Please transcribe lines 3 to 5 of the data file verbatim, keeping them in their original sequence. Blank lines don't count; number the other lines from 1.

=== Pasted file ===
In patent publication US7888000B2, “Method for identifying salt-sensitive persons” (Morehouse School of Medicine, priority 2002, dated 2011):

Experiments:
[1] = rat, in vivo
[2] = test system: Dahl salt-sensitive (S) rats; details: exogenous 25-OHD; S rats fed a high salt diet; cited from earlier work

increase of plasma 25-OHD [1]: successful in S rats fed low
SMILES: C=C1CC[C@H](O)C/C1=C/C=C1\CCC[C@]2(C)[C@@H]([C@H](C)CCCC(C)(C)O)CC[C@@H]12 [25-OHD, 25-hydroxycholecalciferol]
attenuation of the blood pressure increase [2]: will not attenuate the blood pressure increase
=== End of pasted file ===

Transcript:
[1] = rat, in vivo
[2] = test system: Dahl salt-sensitive (S) rats; details: exogenous 25-OHD; S rats fed a high salt diet; cited from earlier work

increase of plasma 25-OHD [1]: successful in S rats fed low